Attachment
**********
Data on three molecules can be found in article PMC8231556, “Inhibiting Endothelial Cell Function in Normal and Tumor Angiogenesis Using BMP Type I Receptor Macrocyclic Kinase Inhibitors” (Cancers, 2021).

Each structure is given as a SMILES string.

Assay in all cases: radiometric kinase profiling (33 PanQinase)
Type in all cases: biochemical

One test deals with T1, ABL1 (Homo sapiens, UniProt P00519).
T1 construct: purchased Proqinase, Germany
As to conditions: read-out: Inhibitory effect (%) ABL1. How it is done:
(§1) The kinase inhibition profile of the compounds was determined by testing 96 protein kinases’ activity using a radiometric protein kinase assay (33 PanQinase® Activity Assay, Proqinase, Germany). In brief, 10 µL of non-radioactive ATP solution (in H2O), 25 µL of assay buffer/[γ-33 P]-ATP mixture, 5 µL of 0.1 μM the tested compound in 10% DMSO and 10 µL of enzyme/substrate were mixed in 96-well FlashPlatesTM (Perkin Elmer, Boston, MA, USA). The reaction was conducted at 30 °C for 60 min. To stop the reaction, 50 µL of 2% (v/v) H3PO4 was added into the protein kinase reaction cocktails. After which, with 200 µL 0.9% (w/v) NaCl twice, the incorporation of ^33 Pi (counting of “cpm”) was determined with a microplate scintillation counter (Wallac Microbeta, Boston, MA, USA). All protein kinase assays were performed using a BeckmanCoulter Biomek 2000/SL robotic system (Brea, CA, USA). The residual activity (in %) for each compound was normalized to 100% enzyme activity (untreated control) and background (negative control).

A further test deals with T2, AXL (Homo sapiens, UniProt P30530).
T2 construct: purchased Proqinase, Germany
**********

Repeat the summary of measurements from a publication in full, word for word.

Data on three molecules can be found in article PMC8231556, “Inhibiting Endothelial Cell Function in Normal and Tumor Angiogenesis Using BMP Type I Receptor Macrocyclic Kinase Inhibitors” (Cancers, 2021).

Each structure is given as a SMILES string.

Assay in all cases: radiometric kinase profiling (33 PanQinase)
Type in all cases: biochemical

One test deals with T1, ABL1 (Homo sapiens, UniProt P00519).
T1 construct: purchased Proqinase, Germany
As to conditions: read-out: Inhibitory effect (%) ABL1. How it is done:
(§1) The kinase inhibition profile of the compounds was determined by testing 96 protein kinases’ activity using a radiometric protein kinase assay (33 PanQinase® Activity Assay, Proqinase, Germany). In brief, 10 µL of non-radioactive ATP solution (in H2O), 25 µL of assay buffer/[γ-33 P]-ATP mixture, 5 µL of 0.1 μM the tested compound in 10% DMSO and 10 µL of enzyme/substrate were mixed in 96-well FlashPlatesTM (Perkin Elmer, Boston, MA, USA). The reaction was conducted at 30 °C for 60 min. To stop the reaction, 50 µL of 2% (v/v) H3PO4 was added into the protein kinase reaction cocktails. After which, with 200 µL 0.9% (w/v) NaCl twice, the incorporation of ^33 Pi (counting of “cpm”) was determined with a microplate scintillation counter (Wallac Microbeta, Boston, MA, USA). All protein kinase assays were performed using a BeckmanCoulter Biomek 2000/SL robotic system (Brea, CA, USA). The residual activity (in %) for each compound was normalized to 100% enzyme activity (untreated control) and background (negative control).

A further test deals with T2, AXL (Homo sapiens, UniProt P30530).
T2 construct: purchased Proqinase, Germany